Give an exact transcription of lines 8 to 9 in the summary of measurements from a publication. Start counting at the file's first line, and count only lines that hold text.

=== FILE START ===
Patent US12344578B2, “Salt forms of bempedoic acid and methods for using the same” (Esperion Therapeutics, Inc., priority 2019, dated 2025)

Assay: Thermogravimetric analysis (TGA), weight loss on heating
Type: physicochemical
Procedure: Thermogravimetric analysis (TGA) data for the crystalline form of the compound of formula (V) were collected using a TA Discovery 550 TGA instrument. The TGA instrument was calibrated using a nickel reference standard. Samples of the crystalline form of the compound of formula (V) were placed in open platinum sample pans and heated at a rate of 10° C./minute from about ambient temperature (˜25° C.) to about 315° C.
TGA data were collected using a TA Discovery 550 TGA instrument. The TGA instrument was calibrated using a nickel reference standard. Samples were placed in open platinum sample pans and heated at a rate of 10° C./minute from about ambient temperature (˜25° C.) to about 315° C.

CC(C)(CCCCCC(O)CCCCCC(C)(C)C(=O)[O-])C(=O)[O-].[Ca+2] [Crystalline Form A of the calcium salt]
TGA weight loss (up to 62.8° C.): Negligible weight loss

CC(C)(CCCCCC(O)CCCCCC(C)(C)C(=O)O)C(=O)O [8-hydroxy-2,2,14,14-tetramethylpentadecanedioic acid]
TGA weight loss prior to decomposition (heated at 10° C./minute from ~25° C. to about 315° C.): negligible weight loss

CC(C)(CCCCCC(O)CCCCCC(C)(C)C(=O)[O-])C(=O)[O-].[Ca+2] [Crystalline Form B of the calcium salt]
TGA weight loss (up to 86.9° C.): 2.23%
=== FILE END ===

CC(C)(CCCCCC(O)CCCCCC(C)(C)C(=O)O)C(=O)O [8-hydroxy-2,2,14,14-tetramethylpentadecanedioic acid]
TGA weight loss prior to decomposition (heated at 10° C./minute from ~25° C. to about 315° C.): negligible weight loss